“We urgently need to rebalance our investment priorities and policies in order to give more attention to the development of agriculture and the rural sector,” said Shun-ichi Murata, Deputy Executive Secretary of ESCAP.

"The creation of a regional network for agricultural extension will ultimately benefit small farmers, fishermen, pastoralists and foresters in this region by strengthening the interface between research and the users of research," said Dr. Katinka Weinberger during the closing session of the Expert Consultation.

The meeting also assessed existing linkages between research and extension systems in member countries to identify opportunities for enhancing their integration. The important role of farmers' groups, civil society and private sector organizations, including information and communications technology service providers was particularly highlighted in this context.

ENDS

© Scoop Media

 
 
 
 
 
World Headlines

 

UK Labour Statement: The Shooting Of MP Jo Cox

Jeremy Corbyn MP, Leader of the Labour Party said: “The whole of the Labour Party and Labour family - and indeed the whole country - will be in shock at the horrific murder of Jo Cox today. Jo had a lifelong record of public service and a deep commitment to humanity." More>>

ALSO:

Wellington.Scoop: Rainbow Colours On MFC In Sympathy For Florida Killings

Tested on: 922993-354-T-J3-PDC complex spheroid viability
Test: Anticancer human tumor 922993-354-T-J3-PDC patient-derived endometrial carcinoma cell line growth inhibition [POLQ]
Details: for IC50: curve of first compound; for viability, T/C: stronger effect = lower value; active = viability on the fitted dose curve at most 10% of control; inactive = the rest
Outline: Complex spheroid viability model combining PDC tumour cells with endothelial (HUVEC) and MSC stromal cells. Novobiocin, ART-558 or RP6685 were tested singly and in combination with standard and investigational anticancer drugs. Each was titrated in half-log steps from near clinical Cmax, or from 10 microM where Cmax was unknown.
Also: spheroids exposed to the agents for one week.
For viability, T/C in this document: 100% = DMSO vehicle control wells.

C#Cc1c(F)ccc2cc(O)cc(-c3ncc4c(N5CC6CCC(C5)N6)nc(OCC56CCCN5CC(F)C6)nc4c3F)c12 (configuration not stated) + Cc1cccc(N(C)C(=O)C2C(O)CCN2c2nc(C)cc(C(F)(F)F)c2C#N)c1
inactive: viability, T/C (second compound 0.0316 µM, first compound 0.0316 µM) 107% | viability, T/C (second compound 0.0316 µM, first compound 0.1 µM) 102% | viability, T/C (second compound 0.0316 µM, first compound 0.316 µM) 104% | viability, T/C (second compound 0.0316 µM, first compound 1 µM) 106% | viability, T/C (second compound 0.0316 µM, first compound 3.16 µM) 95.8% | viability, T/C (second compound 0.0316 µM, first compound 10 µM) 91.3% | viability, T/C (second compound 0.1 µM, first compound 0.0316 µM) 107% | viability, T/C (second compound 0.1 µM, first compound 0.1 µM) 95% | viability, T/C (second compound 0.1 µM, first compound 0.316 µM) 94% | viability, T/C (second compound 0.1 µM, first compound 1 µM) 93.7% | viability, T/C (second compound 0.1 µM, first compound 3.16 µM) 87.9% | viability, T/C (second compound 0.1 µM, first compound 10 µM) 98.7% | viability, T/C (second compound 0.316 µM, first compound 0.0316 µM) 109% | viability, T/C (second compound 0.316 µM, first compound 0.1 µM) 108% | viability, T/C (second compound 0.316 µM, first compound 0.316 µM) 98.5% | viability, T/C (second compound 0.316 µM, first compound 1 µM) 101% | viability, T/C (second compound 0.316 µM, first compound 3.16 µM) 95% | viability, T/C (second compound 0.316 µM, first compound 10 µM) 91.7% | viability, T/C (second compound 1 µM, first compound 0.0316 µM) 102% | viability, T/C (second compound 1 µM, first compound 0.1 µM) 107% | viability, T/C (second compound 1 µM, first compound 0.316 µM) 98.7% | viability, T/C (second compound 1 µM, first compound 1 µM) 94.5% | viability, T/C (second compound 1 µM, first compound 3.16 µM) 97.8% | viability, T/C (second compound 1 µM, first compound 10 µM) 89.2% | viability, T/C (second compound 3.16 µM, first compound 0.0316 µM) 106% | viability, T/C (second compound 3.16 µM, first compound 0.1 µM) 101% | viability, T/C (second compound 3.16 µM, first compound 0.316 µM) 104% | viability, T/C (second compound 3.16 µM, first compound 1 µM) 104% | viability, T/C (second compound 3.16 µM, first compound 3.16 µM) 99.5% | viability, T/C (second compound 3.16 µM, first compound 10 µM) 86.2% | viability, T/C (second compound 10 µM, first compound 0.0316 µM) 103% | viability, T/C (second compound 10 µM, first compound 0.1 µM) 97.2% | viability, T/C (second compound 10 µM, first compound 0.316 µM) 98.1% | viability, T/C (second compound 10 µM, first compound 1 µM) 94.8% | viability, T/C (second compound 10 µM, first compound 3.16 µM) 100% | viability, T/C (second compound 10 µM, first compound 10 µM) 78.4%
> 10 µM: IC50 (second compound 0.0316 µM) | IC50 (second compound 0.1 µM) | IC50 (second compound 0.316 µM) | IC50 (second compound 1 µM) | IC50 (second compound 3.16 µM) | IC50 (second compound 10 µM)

Wellington’s Michael Fowler Centre will be lit in colours of the rainbow Monday as a gesture of support for the LGBTI victims of the Pulse nightclub attack in Orlando, Florida. More>>

ALSO:

Gordon Campbell: On How Obama’s Supreme Court Choice Says Everything (Bad) About His Presidency

Nothing has epitomised the presidency of Barack Obama quite like his Supreme Court nominees. Time and again, Republican presidents will blithely nominate right wing ideological extremists (Antonin Scalia, Samuel Alito, Clarence Thomas) who only sometimes misfire and turn out to be liberals in disguise (David Souter). Yet Obama has consistently skipped over the judicially qualified liberals and gone for a succession of centrists... More>>

ALSO:

Turkey: UN Secretary-General On The Terrorist Bombing In Ankara

The Secretary-General condemns the terrorist attack in Ankara earlier today. According to the latest reports, the explosion in the Kizilay district killed and wounded dozens of people. More>>

ALSO:

Five Years On: Fukushima And New Zealand

Science Media Centre: It was the worst nuclear event since Chernobyl. In the wake of the 2011 Tōhoku earthquake and tsunami, a crippled Japanese nuclear powerplant went into meltdown, and the world watched as emergency workers scrambled to shut down and contain the reactors. More>>

ALSO:

UNICEF: 1 In 3 Syrian Children Has Grown Up Knowing Only Crisis

An estimated 3.7 million Syrian children – 1 in 3 of all Syrian children - have been born since the conflict began five years ago, their lives shaped by violence, fear and displacement, according to a UNICEF report. This figure includes more than 151,000 children born as refugees since 2011. More>>

ALSO:

Franklin Lamb: Syria’s Truce Bodes Well For Salvaging Our Cultural Heritage

The tentative cessation of hostilities in Syria, which came into effect on 2/28/2016, brokered by Washington and Moscow, is only in its second week... It is well documented that there have been daily incidents of artillery shelling, airstrikes and clashes. Yet, for the nearly 12 million displaced civilians, half of Syria’s population, it’s a much welcomed respite. More>>

Get More From Scoop

 
 
 
 
 
World
Search Scoop  
 
 
Powered by Vodafone
NZ independent news